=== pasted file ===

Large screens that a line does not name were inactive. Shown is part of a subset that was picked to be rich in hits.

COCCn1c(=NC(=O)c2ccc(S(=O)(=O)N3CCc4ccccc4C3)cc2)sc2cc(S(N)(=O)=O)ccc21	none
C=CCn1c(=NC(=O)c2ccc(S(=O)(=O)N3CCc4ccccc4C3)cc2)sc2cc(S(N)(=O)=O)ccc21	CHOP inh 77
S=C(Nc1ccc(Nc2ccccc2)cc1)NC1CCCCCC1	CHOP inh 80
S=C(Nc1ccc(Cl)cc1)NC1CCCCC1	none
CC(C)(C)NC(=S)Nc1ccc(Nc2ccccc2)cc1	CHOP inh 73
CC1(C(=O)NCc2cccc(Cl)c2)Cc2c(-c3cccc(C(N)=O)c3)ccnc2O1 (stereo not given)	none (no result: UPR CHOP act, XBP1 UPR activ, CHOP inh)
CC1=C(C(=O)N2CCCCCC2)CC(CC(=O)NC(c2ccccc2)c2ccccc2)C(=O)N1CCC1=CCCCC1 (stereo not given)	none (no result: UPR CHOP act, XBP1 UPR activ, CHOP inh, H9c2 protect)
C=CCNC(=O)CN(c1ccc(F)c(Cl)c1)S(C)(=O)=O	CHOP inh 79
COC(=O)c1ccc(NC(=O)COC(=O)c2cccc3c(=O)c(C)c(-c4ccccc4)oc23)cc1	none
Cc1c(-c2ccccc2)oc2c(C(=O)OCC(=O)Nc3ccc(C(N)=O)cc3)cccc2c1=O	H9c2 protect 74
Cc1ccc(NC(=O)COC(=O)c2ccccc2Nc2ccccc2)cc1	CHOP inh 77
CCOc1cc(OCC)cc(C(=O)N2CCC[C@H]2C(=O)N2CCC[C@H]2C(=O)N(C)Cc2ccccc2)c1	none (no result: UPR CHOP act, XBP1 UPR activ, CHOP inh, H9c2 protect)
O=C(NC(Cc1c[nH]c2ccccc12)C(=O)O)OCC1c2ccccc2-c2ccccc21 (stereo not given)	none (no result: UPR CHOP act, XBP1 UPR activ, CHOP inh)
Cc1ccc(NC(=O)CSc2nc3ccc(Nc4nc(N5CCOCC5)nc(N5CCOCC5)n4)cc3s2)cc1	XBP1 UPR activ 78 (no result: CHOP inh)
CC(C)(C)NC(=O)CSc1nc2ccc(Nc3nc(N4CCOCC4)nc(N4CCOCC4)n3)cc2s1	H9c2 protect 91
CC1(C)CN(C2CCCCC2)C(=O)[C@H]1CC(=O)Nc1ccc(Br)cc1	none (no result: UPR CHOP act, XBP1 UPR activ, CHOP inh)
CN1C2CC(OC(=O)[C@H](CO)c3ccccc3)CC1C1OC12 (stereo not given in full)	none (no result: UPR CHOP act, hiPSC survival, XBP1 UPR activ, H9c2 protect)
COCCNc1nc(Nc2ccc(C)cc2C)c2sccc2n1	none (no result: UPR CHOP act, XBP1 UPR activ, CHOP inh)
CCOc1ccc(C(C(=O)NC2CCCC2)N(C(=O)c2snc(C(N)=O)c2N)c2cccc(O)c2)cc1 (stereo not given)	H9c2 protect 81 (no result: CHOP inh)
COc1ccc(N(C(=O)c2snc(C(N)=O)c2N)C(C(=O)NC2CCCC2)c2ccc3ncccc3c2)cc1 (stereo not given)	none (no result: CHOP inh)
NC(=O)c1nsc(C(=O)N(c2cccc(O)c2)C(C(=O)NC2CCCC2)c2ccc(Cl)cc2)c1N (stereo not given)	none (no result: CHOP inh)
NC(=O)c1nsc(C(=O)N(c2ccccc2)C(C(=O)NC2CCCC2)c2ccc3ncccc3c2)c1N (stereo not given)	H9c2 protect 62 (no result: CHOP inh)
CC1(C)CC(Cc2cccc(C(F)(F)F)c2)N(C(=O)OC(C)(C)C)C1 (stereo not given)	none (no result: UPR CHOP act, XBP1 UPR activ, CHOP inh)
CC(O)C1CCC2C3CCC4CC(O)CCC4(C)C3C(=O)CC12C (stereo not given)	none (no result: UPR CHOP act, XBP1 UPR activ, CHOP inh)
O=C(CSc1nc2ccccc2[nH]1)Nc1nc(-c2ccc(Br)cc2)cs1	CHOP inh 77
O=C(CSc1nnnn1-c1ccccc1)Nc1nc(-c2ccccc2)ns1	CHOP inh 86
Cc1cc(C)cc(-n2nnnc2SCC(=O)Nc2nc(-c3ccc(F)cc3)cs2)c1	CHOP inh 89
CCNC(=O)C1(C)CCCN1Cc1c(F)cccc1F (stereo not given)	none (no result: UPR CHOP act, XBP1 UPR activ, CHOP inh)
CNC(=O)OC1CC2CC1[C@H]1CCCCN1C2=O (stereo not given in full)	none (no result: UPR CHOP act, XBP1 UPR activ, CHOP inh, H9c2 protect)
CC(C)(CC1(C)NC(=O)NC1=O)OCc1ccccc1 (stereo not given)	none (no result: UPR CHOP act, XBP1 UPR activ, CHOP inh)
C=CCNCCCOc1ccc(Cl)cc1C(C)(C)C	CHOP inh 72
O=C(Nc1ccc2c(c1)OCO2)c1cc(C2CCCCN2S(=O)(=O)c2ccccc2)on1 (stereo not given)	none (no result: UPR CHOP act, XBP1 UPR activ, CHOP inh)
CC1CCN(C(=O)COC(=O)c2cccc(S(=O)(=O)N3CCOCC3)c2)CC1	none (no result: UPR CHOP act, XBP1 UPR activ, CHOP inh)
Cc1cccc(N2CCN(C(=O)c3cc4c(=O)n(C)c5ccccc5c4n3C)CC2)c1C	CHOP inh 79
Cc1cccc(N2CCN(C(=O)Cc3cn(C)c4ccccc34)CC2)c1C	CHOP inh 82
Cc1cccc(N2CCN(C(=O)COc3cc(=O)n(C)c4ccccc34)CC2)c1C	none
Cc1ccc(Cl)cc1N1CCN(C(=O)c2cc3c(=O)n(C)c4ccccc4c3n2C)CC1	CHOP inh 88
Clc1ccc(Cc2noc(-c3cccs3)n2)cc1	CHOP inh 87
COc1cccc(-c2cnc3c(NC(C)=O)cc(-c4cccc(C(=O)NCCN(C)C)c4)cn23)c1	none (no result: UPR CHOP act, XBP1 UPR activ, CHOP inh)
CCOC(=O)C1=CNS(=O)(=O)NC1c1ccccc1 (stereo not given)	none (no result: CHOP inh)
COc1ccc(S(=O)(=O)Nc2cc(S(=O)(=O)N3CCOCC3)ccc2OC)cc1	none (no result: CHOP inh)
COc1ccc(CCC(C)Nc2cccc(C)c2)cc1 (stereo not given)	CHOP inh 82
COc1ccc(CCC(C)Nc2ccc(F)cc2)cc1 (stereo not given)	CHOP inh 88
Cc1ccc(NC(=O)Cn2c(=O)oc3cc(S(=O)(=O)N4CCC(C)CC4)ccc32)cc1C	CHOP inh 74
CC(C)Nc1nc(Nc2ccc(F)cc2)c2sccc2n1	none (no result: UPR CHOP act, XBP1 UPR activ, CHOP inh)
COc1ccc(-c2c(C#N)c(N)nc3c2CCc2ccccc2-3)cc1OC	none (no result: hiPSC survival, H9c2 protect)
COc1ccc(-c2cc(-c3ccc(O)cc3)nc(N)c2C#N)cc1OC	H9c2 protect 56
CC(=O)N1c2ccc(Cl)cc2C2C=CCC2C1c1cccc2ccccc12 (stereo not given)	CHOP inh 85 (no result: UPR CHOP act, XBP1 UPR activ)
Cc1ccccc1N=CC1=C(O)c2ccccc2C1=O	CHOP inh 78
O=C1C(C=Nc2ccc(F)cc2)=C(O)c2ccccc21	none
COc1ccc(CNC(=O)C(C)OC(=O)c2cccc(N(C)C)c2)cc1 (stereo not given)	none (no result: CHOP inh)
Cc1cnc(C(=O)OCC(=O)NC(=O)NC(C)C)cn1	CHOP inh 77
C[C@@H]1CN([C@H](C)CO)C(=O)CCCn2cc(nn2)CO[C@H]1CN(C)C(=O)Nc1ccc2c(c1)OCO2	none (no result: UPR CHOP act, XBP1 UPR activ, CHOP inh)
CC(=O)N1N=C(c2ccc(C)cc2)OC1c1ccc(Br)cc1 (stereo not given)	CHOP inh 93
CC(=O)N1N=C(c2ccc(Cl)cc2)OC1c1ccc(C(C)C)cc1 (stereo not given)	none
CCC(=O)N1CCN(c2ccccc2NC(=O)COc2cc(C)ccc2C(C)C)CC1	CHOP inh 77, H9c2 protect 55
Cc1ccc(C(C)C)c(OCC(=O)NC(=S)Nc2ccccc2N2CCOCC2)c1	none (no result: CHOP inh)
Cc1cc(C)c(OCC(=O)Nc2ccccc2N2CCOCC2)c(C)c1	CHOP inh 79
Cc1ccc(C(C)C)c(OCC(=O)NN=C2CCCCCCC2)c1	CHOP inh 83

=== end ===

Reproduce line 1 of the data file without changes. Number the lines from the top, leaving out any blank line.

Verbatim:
Large screens that a line does not name were inactive. Shown is part of a subset that was picked to be rich in hits.